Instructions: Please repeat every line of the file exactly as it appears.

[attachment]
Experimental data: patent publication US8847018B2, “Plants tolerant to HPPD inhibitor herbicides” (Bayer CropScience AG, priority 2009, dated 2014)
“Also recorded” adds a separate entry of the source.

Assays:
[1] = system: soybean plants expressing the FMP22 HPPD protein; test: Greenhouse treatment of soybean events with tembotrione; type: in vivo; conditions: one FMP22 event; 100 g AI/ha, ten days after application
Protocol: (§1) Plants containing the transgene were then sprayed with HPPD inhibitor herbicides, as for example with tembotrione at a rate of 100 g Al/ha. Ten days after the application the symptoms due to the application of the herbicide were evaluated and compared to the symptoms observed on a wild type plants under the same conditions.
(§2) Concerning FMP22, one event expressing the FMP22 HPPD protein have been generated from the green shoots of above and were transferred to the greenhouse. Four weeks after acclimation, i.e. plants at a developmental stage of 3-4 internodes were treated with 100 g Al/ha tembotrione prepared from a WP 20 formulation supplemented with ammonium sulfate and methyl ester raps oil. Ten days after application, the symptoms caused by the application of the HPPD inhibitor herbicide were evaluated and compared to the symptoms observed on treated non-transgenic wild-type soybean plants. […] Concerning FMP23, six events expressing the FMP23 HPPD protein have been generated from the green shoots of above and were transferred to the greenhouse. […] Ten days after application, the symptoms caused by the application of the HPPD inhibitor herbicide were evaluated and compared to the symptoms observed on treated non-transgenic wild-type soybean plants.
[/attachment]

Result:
Experimental data: patent publication US8847018B2, “Plants tolerant to HPPD inhibitor herbicides” (Bayer CropScience AG, priority 2009, dated 2014)
“Also recorded” adds a separate entry of the source.

Assays:
[1] = system: soybean plants expressing the FMP22 HPPD protein; test: Greenhouse treatment of soybean events with tembotrione; type: in vivo; conditions: one FMP22 event; 100 g AI/ha, ten days after application
Protocol: (§1) Plants containing the transgene were then sprayed with HPPD inhibitor herbicides, as for example with tembotrione at a rate of 100 g Al/ha. Ten days after the application the symptoms due to the application of the herbicide were evaluated and compared to the symptoms observed on a wild type plants under the same conditions.
(§2) Concerning FMP22, one event expressing the FMP22 HPPD protein have been generated from the green shoots of above and were transferred to the greenhouse. Four weeks after acclimation, i.e. plants at a developmental stage of 3-4 internodes were treated with 100 g Al/ha tembotrione prepared from a WP 20 formulation supplemented with ammonium sulfate and methyl ester raps oil. Ten days after application, the symptoms caused by the application of the HPPD inhibitor herbicide were evaluated and compared to the symptoms observed on treated non-transgenic wild-type soybean plants. […] Concerning FMP23, six events expressing the FMP23 HPPD protein have been generated from the green shoots of above and were transferred to the greenhouse. […] Ten days after application, the symptoms caused by the application of the HPPD inhibitor herbicide were evaluated and compared to the symptoms observed on treated non-transgenic wild-type soybean plants.